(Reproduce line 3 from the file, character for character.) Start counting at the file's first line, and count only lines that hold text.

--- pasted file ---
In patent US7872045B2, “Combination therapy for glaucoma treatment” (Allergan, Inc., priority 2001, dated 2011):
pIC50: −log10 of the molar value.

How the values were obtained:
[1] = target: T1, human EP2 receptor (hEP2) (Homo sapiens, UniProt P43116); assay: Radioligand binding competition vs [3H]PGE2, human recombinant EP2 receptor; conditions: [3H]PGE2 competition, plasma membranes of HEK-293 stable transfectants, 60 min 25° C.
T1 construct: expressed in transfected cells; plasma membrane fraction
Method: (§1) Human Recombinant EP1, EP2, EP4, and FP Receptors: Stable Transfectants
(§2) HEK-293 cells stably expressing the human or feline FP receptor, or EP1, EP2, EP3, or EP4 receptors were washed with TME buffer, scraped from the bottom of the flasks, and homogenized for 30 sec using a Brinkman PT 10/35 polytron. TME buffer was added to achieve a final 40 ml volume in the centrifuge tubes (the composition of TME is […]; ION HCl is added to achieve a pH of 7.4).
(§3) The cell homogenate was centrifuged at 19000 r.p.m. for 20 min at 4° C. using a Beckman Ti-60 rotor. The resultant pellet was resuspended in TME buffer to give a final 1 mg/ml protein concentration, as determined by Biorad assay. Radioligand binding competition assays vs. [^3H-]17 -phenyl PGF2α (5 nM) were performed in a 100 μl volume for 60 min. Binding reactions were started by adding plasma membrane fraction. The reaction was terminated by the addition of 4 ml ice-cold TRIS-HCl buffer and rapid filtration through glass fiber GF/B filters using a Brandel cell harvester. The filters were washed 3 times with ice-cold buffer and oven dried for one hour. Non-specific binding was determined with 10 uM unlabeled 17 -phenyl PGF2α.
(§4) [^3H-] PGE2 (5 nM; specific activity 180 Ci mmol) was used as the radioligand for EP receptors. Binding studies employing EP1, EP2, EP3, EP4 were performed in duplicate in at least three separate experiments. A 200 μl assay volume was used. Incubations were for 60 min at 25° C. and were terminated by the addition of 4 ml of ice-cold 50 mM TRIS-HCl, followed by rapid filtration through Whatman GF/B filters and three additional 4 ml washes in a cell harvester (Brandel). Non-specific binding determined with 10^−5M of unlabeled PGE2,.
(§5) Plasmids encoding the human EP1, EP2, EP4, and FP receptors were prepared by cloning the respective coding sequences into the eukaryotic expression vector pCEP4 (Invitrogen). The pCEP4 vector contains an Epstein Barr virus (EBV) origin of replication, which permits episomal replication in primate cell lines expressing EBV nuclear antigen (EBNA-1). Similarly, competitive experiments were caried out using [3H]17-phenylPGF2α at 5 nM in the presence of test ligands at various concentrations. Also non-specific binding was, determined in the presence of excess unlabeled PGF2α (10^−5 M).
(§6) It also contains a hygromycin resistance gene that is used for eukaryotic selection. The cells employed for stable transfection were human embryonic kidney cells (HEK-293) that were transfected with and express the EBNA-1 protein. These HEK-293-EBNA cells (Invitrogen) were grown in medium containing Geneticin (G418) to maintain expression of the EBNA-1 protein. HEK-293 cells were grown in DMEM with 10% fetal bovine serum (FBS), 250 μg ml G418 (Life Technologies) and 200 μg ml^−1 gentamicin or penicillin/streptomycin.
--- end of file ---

How the values were obtained: